1. Use fewer products
A lot of women are simply using too many products. The increase in number of things going on the skin leads to increased sensitivity and intolerance to skincare products. We take it for granted that all will be well until there’s a tipping point and your skin goes from being tolerant to irritated. To take care of your skin year-round, choose a good quality moisturiser and mix and match throughout the year with changing seasons to suit your changing skin needs.
For example, in summer a lotion may be more appropriate and in winter a treatment cream or ointment may be required. Also, different body parts require different levels of moisture, so areas on hands and feet, elbows for instance may require an ointment whereas the arms and legs may require a cream. Having a few different moisturisers at home is ideal so you have the right moisturiser to suit your changing skin needs.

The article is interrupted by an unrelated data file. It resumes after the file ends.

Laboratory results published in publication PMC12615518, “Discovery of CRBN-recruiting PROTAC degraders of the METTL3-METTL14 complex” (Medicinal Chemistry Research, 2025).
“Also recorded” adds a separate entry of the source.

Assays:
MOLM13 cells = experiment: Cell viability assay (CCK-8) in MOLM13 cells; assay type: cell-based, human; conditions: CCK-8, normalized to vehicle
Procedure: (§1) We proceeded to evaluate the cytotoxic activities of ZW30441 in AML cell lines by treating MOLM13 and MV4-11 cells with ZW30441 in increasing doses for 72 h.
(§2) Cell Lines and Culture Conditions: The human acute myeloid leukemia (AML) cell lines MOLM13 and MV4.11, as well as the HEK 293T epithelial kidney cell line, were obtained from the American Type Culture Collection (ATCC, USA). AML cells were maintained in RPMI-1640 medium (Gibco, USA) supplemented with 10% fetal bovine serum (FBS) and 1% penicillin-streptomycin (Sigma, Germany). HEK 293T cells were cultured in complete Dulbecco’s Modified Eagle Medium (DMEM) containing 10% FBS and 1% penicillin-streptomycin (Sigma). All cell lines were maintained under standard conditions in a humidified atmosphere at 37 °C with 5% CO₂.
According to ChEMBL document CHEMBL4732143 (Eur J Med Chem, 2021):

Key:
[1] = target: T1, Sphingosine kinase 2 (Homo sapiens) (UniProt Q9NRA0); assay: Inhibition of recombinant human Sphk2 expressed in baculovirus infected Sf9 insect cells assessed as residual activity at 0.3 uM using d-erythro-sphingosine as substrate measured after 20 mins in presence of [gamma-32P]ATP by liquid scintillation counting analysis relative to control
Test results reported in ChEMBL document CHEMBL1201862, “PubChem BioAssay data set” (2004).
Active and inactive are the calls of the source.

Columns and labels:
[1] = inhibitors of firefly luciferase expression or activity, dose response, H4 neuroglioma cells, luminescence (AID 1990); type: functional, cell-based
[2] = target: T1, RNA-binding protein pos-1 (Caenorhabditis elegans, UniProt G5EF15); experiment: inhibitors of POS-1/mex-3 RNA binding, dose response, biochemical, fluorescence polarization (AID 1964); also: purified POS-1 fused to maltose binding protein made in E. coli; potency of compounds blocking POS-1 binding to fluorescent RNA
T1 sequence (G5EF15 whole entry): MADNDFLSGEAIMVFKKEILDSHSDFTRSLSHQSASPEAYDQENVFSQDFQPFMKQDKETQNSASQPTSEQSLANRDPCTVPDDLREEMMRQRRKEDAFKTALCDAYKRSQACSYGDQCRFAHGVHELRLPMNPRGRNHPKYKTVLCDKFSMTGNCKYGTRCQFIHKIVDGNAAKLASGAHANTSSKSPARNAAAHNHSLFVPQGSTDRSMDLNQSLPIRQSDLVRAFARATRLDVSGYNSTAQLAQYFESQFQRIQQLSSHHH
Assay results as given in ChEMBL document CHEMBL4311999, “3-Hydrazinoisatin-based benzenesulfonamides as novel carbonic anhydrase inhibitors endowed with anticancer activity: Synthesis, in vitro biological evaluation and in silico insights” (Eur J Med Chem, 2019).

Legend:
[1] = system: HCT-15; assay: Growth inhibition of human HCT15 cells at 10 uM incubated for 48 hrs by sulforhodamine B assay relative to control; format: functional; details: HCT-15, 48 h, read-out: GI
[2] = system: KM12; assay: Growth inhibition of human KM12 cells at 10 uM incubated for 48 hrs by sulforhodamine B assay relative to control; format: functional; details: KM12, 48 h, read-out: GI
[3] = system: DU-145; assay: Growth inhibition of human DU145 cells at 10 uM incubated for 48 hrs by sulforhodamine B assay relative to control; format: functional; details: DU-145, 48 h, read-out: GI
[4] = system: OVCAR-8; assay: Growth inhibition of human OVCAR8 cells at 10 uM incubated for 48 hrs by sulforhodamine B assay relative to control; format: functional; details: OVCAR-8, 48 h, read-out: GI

2. Change products
As the weather changes, the needs of the skin change. During the winter, there is often less humidity in the air, temperatures are colder and this can lead to dry skin. Make sure you find a moisturiser that matches your skin type in order to avoid itchy and uncomfortable skin.
3. External factors
Continual exposure to water weakens the skin and causes increased sensitivity and allergies. People who work in certain industries such as cleaners, hairdressers, chefs, nurses for instance have continued exposure to water, which weakens the barrier of the skin and can lead to dermatitis. Exposure to certain chemicals including those found in soaps and cleaning products can also cause more sensitivity.
4. Skin protection
Using a soap free gentle cleanser on your skin (face and body) will reduce the dying effect, but also make sure you use a moisturiser after your shower or bathing as this is when the skin is more receptive to receiving the moisture. It will also create a protective barrier to the elements.
5. Be winter wise
You might think your skin is fine when it’s tucked away under clothes and blankets but during winter your skin suffers the most because of the dry weather, heating, air conditioning, soaps and detergents on the skin and long hot showers. Genetics also come into play as some people are predisposed to having drier skin while others are born with oilier skin.
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